COLOGNE, GERMANY — On a weekday afternoon, the small lobby of Viva Fernsehen's headquarters is filling up with a group of about 20 teens. They've come to spend a few hours with an icon of teen-pop culture in Germany: Mola Adebisi.
Known universally as Mola, he is the VJ host of "Interaktiv," a popular request program that goes out live in the after-school time slot on Viva. The 24-hour music-video station is just one example of the many music television channels - and the youth-oriented culture that goes along with them - sprouting up around the world.
After the teens are ushered into a studio, Mola enters and the kids applaud and cheer on cue. "I'd like to welcome you all to 'Interaktiv'!"
Mola was born in Uelzen in the German state of Lower Saxony but is of African heritage. (At one point during the show, he had to disentangle his microphone headset from his dreadlocks.) On the set, he comes across as the guy-next-door in an increasingly multicultural Germany.
As the name implies, "Interaktiv" relies heavily on callers - and writers. Today Mola reads a letter from a girl in Erfurt, in eastern Germany, which includes photos of the Brandenburg Gate and of her friends and some thoughtful observations on remaining tensions between eastern and western Germany, as well as an image of a poster opposing right-wing extremism.
"Something to think about, isn't it?" Mola notes approvingly, as he segues to the video she has requested, "Wnsch Dir Was" ("Make a Wish") by the popular German group, Die Toten Hosen.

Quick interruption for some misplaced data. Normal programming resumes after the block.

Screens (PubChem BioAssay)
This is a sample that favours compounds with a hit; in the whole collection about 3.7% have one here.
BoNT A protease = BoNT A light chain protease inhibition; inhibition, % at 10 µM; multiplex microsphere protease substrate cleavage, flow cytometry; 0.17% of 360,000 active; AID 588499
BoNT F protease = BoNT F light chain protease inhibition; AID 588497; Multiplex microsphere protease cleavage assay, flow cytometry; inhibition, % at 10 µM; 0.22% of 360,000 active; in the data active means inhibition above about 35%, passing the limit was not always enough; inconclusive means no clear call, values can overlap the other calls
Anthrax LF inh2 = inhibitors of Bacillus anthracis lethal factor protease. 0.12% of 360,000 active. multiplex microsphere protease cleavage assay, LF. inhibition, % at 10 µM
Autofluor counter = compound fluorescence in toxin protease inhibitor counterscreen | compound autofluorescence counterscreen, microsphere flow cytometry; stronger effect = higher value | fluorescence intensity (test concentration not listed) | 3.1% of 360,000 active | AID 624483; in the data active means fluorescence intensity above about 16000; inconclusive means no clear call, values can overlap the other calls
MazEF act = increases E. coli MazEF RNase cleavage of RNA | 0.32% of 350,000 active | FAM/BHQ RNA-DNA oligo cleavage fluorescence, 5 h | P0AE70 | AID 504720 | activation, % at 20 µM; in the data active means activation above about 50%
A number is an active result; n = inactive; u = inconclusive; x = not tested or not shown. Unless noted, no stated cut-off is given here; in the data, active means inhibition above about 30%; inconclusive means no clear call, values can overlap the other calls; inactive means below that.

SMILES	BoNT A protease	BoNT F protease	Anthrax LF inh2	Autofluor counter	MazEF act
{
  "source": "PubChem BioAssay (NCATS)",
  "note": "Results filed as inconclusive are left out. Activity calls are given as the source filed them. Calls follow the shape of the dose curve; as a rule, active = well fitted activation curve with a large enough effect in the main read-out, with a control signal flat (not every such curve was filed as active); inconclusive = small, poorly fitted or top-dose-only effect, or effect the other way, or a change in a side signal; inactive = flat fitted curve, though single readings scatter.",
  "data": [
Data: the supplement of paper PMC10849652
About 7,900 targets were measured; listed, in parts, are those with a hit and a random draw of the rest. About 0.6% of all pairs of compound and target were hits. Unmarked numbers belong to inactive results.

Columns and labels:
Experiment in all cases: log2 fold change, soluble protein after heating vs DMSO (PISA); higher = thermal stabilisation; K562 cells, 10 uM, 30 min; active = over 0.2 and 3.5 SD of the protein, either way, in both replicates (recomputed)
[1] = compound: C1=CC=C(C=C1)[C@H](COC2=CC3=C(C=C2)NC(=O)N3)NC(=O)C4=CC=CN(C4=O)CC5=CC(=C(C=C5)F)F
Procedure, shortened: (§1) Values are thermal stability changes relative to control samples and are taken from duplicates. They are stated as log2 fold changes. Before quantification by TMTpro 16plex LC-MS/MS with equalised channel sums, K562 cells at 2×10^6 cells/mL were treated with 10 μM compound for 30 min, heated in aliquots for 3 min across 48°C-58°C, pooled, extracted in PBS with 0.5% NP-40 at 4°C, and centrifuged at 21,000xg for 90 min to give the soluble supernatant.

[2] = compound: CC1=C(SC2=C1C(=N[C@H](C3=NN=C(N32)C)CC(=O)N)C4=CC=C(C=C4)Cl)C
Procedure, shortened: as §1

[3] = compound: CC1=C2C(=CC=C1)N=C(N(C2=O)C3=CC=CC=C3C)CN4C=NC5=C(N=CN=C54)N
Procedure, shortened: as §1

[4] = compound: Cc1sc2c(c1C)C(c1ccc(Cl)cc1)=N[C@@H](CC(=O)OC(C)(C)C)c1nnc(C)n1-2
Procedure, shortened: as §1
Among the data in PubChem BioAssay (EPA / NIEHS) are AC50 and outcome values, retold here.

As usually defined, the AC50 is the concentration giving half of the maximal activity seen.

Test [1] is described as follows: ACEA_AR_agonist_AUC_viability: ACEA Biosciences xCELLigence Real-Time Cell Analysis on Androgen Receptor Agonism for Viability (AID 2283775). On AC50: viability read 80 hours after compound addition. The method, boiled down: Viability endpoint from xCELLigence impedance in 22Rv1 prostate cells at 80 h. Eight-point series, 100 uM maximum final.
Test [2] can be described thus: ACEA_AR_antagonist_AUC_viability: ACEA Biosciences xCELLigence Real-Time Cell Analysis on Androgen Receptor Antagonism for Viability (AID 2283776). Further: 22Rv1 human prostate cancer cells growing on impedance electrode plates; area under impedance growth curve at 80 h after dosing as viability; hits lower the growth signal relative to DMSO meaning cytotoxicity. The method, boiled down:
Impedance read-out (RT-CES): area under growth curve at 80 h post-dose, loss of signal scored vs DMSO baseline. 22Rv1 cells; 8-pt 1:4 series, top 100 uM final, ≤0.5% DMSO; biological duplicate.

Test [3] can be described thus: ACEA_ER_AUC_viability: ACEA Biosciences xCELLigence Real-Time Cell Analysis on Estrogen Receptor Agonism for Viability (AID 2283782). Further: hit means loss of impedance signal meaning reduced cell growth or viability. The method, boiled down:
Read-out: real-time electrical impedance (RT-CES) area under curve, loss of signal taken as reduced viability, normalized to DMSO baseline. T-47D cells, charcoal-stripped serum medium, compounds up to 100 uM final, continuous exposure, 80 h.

One feature on the show's colorful set is a giant-sized set of fat red lips, which turns out to be the disguise for a fax machine. A ribbon of messages spills out of the lips as kids watching at home send messages on the "theme of the day." Today's theme is summer jobs.
Other kids use the fax to send in mash notes addressed to members of the studio audience who have caught their eye: "Please tell the third girl from the left in the top row that I'd like to hear from her, and my number is ...."
German television is divided into public television, funded by license fees on individual radio and television sets plus advertising revenues; and commercial broadcasting, which lives by advertising revenue alone. Viva, a commercial broadcaster, aims for the four- through 29-year-old group and reaches 22 million cable households in Germany, plus viewers in Europe via satellite. (Viva II, targeted to the 25-40 group, reaches 15 million German homes.) Viva Fernsehen as a whole expects to break even this year for the first time.
A joint venture of Warner Brothers and EMI, Viva has provided some stiff competition for MTV. Long an English-only channel, MTV has recently introduced a German-language program, which it claims has caused a 150 percent surge in viewership - which Viva disputes.
A question about the cultural significance of Viva is met with polite chuckles. This is, after all, a country where "culture" means Beethoven and Goethe rather than something on television. But clearly, there are cultural values in a larger sense being inculcated here - multiculturalism, for one.
Sure, Viva "provides background music for everyday life," says Ill-Young Kim, the Korean host of a program called "Downtown" on Viva II. "But the ideal of multiculturalism is a dream for all humanity."